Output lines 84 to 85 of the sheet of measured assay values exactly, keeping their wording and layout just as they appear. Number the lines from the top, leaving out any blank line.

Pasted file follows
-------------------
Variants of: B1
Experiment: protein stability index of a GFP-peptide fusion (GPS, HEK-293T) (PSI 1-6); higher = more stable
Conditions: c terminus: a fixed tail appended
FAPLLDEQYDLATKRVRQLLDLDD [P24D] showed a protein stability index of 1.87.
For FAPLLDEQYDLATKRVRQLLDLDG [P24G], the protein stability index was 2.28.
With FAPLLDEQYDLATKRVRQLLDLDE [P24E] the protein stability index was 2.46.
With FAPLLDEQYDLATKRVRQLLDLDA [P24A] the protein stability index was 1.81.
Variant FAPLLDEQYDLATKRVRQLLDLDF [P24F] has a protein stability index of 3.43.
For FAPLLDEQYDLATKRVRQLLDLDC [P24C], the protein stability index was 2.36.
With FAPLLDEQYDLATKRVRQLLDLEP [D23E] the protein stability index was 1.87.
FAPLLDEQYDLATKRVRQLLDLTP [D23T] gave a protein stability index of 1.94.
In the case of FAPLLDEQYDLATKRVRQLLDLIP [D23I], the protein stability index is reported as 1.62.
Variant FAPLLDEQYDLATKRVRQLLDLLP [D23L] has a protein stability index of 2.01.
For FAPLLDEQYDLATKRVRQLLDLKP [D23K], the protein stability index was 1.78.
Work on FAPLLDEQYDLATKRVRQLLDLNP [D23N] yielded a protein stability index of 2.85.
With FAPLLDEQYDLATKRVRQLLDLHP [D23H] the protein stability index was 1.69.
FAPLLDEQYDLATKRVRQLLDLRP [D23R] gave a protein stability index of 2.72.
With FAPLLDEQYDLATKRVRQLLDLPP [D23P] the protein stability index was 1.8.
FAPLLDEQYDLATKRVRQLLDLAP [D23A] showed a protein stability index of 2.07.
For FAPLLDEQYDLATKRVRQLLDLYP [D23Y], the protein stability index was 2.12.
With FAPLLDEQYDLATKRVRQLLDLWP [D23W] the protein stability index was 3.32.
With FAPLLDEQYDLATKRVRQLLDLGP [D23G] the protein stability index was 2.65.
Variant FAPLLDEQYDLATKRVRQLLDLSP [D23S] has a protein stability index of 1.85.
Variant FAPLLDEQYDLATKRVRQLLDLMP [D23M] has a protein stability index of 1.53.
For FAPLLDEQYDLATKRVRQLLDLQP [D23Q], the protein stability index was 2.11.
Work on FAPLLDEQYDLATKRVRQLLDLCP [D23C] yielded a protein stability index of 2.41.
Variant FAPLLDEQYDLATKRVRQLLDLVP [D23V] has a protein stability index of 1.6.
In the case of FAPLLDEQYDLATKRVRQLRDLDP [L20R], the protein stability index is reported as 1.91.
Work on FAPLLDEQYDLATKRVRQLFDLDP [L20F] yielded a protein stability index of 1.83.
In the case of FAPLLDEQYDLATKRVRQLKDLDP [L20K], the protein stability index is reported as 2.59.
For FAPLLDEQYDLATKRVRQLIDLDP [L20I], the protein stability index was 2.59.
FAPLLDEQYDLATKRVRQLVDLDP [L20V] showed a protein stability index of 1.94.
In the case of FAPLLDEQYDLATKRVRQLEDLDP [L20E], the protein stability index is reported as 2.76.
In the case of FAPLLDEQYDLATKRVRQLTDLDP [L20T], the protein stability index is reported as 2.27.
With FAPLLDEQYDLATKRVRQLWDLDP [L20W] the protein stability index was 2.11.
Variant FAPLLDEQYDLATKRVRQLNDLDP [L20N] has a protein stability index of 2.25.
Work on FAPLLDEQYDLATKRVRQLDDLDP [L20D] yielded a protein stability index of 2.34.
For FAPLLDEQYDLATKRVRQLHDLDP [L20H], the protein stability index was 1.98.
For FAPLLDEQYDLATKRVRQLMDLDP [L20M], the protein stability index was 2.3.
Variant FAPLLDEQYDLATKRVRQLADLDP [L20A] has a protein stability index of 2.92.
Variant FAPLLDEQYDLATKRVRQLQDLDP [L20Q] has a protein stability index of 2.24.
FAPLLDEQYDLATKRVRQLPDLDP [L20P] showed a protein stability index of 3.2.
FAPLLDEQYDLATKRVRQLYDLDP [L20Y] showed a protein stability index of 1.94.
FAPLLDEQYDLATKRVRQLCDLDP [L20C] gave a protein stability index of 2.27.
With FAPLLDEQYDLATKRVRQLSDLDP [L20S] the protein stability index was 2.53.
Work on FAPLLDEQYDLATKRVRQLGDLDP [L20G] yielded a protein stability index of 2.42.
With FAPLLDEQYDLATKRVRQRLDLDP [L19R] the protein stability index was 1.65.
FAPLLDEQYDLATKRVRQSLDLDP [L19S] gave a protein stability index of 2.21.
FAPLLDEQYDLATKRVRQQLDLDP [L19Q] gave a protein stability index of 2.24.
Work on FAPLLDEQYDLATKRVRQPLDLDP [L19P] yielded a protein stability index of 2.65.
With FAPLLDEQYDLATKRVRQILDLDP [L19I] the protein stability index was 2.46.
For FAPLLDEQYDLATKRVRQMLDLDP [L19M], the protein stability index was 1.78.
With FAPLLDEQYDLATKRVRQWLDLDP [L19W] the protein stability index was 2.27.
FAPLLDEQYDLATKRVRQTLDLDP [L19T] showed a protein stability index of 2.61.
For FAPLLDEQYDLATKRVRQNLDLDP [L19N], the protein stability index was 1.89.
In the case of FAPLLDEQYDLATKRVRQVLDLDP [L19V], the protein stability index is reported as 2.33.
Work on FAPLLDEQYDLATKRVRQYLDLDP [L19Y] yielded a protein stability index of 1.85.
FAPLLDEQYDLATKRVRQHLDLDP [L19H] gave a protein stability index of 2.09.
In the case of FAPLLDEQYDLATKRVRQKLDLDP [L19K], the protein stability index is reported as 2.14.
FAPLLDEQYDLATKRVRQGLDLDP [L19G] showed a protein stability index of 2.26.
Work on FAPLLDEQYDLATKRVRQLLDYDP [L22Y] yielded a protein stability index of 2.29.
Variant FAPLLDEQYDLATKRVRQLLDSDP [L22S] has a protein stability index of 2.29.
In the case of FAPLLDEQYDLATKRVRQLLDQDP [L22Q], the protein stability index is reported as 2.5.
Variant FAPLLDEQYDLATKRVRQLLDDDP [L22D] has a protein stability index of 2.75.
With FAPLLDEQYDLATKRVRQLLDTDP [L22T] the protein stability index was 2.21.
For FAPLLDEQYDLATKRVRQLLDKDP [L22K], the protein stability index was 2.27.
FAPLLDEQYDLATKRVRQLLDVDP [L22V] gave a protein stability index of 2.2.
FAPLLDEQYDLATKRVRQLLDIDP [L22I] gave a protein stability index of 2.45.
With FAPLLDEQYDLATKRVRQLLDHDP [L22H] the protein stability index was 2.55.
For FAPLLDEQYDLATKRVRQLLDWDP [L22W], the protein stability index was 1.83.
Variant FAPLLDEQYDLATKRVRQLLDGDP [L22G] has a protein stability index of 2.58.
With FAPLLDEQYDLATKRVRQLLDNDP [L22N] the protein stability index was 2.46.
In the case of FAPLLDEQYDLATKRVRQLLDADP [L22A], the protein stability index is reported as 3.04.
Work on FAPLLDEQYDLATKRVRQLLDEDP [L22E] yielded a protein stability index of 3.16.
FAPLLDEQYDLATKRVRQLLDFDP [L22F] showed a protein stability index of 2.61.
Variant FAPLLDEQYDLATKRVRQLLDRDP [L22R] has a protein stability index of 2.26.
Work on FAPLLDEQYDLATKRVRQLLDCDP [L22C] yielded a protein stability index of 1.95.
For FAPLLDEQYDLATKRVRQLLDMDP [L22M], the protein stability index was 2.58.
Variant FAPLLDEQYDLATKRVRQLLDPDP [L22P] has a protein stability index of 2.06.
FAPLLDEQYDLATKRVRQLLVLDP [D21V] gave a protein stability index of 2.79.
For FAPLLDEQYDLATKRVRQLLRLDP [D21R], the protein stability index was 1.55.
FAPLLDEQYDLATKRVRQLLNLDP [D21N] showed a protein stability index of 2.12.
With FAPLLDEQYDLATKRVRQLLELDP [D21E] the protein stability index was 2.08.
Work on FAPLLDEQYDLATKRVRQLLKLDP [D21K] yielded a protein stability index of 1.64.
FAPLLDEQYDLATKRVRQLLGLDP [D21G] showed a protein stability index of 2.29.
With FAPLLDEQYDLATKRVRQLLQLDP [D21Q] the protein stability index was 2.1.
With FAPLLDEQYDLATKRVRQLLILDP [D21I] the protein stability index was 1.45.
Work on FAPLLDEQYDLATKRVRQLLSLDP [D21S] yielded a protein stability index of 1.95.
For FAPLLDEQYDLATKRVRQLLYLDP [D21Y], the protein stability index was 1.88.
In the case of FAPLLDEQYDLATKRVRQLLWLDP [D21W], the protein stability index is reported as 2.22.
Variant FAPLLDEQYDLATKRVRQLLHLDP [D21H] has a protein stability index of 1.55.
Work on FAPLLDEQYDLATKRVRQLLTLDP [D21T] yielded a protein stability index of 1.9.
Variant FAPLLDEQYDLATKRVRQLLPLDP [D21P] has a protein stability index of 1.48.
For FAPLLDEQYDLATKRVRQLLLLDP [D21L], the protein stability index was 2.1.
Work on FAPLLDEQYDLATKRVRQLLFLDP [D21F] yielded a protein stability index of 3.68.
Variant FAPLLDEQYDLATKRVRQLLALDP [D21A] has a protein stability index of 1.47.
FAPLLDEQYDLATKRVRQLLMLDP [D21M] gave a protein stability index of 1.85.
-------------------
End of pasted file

Work on FAPLLDEQYDLATKRVRQLLKLDP [D21K] yielded a protein stability index of 1.64.
FAPLLDEQYDLATKRVRQLLGLDP [D21G] showed a protein stability index of 2.29.